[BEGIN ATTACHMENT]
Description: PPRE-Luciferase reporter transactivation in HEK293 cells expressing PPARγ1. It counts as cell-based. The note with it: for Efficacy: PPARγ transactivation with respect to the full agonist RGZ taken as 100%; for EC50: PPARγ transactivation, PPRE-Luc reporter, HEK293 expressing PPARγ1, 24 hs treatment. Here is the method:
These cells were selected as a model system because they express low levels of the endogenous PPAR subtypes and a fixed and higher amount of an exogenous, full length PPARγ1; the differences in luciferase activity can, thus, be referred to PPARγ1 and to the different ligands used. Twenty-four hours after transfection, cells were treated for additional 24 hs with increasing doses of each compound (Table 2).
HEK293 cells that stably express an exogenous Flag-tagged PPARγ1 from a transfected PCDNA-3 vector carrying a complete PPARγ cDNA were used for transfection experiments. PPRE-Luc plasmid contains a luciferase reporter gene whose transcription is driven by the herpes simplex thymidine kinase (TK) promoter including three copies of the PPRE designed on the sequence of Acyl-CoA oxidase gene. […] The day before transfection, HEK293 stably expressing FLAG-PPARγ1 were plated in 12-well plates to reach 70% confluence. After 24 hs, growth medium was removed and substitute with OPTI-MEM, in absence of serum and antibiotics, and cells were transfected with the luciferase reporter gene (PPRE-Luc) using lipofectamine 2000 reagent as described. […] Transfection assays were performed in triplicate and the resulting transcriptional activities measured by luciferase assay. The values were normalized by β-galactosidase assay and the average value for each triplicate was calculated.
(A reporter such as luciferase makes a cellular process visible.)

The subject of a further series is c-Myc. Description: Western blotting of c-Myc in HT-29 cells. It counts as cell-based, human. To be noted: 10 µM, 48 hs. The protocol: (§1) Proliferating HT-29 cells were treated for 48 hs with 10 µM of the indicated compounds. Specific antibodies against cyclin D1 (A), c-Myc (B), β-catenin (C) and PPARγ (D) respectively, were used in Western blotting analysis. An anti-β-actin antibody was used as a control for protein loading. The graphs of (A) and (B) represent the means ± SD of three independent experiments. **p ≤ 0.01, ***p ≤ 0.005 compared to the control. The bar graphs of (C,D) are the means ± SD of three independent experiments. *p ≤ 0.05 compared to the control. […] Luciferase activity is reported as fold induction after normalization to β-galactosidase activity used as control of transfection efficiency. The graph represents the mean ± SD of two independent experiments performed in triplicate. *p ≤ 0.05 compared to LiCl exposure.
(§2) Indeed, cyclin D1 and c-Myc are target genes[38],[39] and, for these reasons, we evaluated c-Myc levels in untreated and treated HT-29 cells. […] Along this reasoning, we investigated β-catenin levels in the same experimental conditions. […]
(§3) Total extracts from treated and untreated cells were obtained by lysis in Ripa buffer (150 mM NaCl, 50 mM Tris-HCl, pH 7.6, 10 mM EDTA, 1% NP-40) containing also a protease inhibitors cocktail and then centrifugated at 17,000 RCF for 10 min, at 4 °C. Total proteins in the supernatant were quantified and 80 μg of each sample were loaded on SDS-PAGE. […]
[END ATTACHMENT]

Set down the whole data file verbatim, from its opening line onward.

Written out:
Description: PPRE-Luciferase reporter transactivation in HEK293 cells expressing PPARγ1. It counts as cell-based. The note with it: for Efficacy: PPARγ transactivation with respect to the full agonist RGZ taken as 100%; for EC50: PPARγ transactivation, PPRE-Luc reporter, HEK293 expressing PPARγ1, 24 hs treatment. Here is the method:
These cells were selected as a model system because they express low levels of the endogenous PPAR subtypes and a fixed and higher amount of an exogenous, full length PPARγ1; the differences in luciferase activity can, thus, be referred to PPARγ1 and to the different ligands used. Twenty-four hours after transfection, cells were treated for additional 24 hs with increasing doses of each compound (Table 2).
HEK293 cells that stably express an exogenous Flag-tagged PPARγ1 from a transfected PCDNA-3 vector carrying a complete PPARγ cDNA were used for transfection experiments. PPRE-Luc plasmid contains a luciferase reporter gene whose transcription is driven by the herpes simplex thymidine kinase (TK) promoter including three copies of the PPRE designed on the sequence of Acyl-CoA oxidase gene. […] The day before transfection, HEK293 stably expressing FLAG-PPARγ1 were plated in 12-well plates to reach 70% confluence. After 24 hs, growth medium was removed and substitute with OPTI-MEM, in absence of serum and antibiotics, and cells were transfected with the luciferase reporter gene (PPRE-Luc) using lipofectamine 2000 reagent as described. […] Transfection assays were performed in triplicate and the resulting transcriptional activities measured by luciferase assay. The values were normalized by β-galactosidase assay and the average value for each triplicate was calculated.
(A reporter such as luciferase makes a cellular process visible.)

The subject of a further series is c-Myc. Description: Western blotting of c-Myc in HT-29 cells. It counts as cell-based, human. To be noted: 10 µM, 48 hs. The protocol: (§1) Proliferating HT-29 cells were treated for 48 hs with 10 µM of the indicated compounds. Specific antibodies against cyclin D1 (A), c-Myc (B), β-catenin (C) and PPARγ (D) respectively, were used in Western blotting analysis. An anti-β-actin antibody was used as a control for protein loading. The graphs of (A) and (B) represent the means ± SD of three independent experiments. **p ≤ 0.01, ***p ≤ 0.005 compared to the control. The bar graphs of (C,D) are the means ± SD of three independent experiments. *p ≤ 0.05 compared to the control. […] Luciferase activity is reported as fold induction after normalization to β-galactosidase activity used as control of transfection efficiency. The graph represents the mean ± SD of two independent experiments performed in triplicate. *p ≤ 0.05 compared to LiCl exposure.
(§2) Indeed, cyclin D1 and c-Myc are target genes[38],[39] and, for these reasons, we evaluated c-Myc levels in untreated and treated HT-29 cells. […] Along this reasoning, we investigated β-catenin levels in the same experimental conditions. […]
(§3) Total extracts from treated and untreated cells were obtained by lysis in Ripa buffer (150 mM NaCl, 50 mM Tris-HCl, pH 7.6, 10 mM EDTA, 1% NP-40) containing also a protease inhibitors cocktail and then centrifugated at 17,000 RCF for 10 min, at 4 °C. Total proteins in the supernatant were quantified and 80 μg of each sample were loaded on SDS-PAGE. […]